Fast Planes and Warmer Weather

Jet Stream


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Zip! This January, a passenger jet broke all records for crossing “The Pond”.

A British Airlines flight reached speeds as high as 745 mph as it surfed the jet stream crossing the Atlantic. It arrived in England only 5 hours 16 minutes after it started, cutting a full hour and a half off the normal flight time.

The key to fast airplane travel: Ride the jet stream. Source: NOAA

So how does this relate to warm weather? It’s all in the jet stream, the narrow band of extremely fast winds in the upper atmosphere. Whether it’s an airplane or a winter storm, it will travel fast if it rides the polar jet stream. As cold as temperatures may get this winter, we have been helped by strong westerly winds encouraging the weather to move on out.

That’s where the North Atlantic Oscillation (NAO) comes in. This is a weather pattern that determines how fast or slow the jet stream and the storms it carries will cross the Atlantic Ocean. Think of it acting like a crossing guard.

The North Atlantic Oscillation acts like a crossing guard, allowing or forbidding storms from crossing the Atlantic Ocean. Credit: Microsoft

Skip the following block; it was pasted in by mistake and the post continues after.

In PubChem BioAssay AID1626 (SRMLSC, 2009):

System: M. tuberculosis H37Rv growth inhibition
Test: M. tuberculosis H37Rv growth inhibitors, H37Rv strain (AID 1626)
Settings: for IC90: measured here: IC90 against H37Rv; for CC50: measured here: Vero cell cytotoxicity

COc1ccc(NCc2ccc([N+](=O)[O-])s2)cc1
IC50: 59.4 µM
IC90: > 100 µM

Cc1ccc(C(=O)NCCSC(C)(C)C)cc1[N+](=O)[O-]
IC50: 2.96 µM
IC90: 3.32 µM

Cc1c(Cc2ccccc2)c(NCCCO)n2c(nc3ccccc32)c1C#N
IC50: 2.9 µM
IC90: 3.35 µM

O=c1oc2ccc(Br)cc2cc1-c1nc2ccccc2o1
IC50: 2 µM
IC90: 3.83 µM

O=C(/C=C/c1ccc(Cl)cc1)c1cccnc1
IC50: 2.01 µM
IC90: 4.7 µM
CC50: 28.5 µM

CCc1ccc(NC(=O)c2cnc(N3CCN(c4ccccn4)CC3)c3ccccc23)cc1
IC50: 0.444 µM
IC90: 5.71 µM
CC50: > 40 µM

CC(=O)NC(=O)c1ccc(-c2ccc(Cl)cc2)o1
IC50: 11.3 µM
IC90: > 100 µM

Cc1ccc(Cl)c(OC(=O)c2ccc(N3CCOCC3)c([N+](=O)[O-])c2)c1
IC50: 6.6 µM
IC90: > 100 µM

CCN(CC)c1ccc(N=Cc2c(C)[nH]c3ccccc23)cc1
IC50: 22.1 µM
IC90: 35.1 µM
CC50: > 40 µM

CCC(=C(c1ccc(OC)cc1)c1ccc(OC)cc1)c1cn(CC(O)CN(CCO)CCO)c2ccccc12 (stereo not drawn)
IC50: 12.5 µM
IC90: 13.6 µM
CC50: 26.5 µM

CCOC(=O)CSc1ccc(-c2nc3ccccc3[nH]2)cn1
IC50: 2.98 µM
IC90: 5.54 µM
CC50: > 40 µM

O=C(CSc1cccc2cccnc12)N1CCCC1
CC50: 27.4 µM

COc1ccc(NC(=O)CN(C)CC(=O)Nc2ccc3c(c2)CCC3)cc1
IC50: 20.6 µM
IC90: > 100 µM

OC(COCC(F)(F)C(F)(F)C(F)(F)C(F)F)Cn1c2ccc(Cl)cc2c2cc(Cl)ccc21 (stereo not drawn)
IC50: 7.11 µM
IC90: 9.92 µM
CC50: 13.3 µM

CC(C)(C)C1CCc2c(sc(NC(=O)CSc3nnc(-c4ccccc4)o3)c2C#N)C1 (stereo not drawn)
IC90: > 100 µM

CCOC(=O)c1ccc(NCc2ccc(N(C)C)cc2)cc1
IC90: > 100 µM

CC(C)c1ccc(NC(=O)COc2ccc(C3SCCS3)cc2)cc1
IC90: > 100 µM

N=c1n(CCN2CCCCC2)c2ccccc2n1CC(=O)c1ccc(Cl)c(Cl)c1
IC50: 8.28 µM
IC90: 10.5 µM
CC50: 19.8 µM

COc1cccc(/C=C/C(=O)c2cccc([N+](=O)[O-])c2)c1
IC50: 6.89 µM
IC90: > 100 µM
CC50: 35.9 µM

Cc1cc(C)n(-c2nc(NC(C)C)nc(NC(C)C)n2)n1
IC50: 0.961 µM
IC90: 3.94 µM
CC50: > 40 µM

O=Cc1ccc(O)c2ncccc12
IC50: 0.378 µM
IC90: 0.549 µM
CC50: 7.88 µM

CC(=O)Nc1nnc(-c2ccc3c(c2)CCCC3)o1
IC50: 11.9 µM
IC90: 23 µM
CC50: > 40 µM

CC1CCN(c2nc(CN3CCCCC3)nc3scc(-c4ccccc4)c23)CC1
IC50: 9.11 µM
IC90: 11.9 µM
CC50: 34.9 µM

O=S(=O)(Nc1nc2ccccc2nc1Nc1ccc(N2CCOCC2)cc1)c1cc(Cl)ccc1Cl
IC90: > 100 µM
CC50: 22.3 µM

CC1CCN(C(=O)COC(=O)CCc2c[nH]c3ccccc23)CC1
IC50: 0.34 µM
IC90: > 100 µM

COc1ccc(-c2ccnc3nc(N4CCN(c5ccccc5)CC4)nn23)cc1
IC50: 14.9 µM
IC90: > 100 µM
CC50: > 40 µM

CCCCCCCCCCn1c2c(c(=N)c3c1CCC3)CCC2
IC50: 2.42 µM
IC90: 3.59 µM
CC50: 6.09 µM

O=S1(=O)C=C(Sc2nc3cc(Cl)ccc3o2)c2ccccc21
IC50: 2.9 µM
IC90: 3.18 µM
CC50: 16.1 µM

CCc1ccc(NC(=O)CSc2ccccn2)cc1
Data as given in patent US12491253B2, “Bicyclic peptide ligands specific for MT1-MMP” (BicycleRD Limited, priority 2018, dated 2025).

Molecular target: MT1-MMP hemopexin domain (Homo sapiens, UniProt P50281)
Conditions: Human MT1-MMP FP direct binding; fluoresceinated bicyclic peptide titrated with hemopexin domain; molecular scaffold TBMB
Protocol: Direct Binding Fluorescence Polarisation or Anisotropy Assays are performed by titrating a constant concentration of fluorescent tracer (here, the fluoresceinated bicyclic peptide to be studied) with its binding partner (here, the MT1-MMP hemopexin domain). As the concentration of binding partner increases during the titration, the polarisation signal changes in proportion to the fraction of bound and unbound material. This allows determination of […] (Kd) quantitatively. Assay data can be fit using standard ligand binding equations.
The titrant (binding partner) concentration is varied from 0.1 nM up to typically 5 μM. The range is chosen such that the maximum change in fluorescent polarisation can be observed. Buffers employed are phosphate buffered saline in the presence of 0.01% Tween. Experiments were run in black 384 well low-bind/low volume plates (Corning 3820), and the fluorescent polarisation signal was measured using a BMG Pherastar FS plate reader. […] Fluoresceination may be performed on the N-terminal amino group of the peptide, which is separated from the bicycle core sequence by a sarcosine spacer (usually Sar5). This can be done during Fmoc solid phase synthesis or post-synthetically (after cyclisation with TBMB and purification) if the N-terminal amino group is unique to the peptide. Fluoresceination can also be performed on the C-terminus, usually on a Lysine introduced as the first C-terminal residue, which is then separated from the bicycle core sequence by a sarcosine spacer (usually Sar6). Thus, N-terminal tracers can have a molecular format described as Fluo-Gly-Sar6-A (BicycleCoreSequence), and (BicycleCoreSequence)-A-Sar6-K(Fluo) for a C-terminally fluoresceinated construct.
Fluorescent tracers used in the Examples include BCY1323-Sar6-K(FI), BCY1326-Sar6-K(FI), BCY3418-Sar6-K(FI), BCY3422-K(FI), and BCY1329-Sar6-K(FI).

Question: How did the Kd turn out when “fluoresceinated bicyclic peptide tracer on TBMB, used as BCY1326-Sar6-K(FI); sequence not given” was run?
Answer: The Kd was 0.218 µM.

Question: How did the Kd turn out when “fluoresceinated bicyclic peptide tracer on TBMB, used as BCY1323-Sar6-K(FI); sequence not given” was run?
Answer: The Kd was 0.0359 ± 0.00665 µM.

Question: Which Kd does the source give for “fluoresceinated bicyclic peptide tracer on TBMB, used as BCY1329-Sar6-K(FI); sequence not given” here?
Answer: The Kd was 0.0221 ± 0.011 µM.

When the high and low pressure areas in the North Atlantic are very strong and different, the NAO is positive. This allows the jet stream to cross the ocean. It zips across quickly, along with any cold fronts, storms or airplanes the winds are carrying. This leaves the East Coast relatively warm.

When the high and low pressure areas are weak, the NAO is negative. This stops the cold fronts. Instead of flowing out of North America into the Atlantic, it lingers on the coast. Cold front after cold front piles up, waiting to cross the ocean.

Most of this winter, the NAO has been positive, allowing East Coast storms to flow into the Atlantic. Source NOAA

A lot of cold air has poured into the US this month. However, most of the time, the NAO has been positive and the storms rapidly streamed out into the Atlantic.

The pilot of the zippy British Airlines flight might have been grateful for the quick flight, but not as grateful as anyone in the East who didn’t have to endure a solid month of cold miserable weather.  

About This Blog

Evelyn Browning Garriss doesn't just blog about the weather forecast; she provides insight on WHY extreme weather is happening--and a heads up on weather to watch out for. A historical climatologist, Evelyn blogs about weather history, interesting facts about the weather, and upcoming climate events that affect your life--from farming to your grocery bill. Every week, we look forward to another great weather column from Evelyn. We encourage our weather watchers to post their comments and questions--and tell us what they think!

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